Beverage can recycling maintains record rate for second year

Managing the impact of one crisis followed by another is a challenge every industry has faced in the last two years, and yet in that time the can making industry has gone from strength to strength with double digit growth shipments on pre-pandemic levels. It’s a success story born out of resilience, adaptability, and innovation: one which is underpinned by the virtues of the beverage can itself – the convenience it offers, the design potential for brands that need to differentiate and of course its environmental credentials.

And despite a growing domestic market, coupled with the marked increase in beverage can recycling rates which many predicted would fall as restrictions associated with the pandemic eased, 2021 has proved to be another environmental success story. More than four in five cans were recycled in 2021, equalling the 82% record rate achieved in 2020. In addition, a new Life Cycle Assessment (LCA) of metal packaging which included aluminium beverage cans, completed by Metal Packaging Europe (MPE), confirmed that carbon emissions associated with the production of beverage cans had been greatly reduced, cutting the can’s impact on global warming by approximately 50% between 2006 and 2018.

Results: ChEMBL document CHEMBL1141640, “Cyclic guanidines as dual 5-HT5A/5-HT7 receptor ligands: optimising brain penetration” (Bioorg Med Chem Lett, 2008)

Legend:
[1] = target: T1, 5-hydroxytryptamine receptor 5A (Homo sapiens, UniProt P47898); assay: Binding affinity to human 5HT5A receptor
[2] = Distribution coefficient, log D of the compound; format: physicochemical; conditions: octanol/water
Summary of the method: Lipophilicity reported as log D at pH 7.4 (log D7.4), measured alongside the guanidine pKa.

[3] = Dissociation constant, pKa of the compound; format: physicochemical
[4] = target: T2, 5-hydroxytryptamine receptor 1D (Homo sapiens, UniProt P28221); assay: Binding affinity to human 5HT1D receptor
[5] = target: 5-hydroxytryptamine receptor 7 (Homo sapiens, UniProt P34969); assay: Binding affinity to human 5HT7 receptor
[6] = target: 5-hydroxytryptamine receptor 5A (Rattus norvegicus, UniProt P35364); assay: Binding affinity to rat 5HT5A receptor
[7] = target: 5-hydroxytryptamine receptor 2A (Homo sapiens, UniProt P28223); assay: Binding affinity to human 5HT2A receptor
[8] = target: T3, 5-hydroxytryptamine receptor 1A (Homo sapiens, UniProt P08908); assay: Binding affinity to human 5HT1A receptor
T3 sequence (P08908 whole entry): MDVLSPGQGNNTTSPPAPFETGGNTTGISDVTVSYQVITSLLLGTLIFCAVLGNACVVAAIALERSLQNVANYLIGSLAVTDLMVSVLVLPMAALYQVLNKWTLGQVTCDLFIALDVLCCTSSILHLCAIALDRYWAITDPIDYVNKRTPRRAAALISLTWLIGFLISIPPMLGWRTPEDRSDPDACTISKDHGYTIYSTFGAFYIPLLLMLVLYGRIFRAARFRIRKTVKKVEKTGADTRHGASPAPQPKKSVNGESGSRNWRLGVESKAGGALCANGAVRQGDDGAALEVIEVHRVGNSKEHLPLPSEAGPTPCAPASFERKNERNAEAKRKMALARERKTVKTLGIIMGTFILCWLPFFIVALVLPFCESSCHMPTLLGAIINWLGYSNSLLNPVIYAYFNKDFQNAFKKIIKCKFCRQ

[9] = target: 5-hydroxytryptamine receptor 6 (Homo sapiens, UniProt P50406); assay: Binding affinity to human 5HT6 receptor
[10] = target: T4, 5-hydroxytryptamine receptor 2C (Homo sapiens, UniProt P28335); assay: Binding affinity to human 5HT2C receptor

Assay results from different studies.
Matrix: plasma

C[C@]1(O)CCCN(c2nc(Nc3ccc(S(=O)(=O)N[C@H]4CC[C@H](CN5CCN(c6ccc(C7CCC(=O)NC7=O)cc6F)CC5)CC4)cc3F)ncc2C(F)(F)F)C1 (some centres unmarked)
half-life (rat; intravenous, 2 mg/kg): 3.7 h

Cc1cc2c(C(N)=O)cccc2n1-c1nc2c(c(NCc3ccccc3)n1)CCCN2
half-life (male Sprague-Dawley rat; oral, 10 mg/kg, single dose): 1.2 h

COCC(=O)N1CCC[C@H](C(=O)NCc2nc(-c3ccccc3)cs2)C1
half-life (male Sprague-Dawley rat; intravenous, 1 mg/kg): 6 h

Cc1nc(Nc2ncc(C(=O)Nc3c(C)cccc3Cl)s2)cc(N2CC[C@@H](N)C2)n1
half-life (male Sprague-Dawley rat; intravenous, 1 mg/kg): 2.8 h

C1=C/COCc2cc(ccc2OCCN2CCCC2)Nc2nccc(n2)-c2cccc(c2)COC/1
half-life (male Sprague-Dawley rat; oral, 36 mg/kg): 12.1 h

Thanks to programmes like MetalMatters and Every Can Counts managed by Alupro, as well as the heightened media attention on the climate crisis, consumer awareness concerning environmental issues and the importance of recycling used packaging, has risen dramatically in recent years. It’s an issue of critical importance to every brand as consumer purchasing behaviour is influenced more and more by the climate crisis. In fact, a recent survey of 10,000 people by Getty Images highlighted that 92% of consumers believe the way we treat the planet now, will have a significant impact on the future. The survey also highlighted however that convenience remains a key factor in the purchasing decision.

The beverage can offers both. And it is significant that the greater percentage of beverage cans recycled in 2021, were collected via kerbside, bring and on-the-go systems, which in turn maximises the potential for closed loop recycling. It’s the perfect example of a circular economy at work, with cans being recycled infinitely in a material-to-material loop. Not only does this ensure the value of the material is retained and kept available for future generations, but it also saves around 95% of the energy needed to make the metal from raw materials.

Ultimately, when it comes to beverage packaging formats, choosing cans is a positive choice for the environment.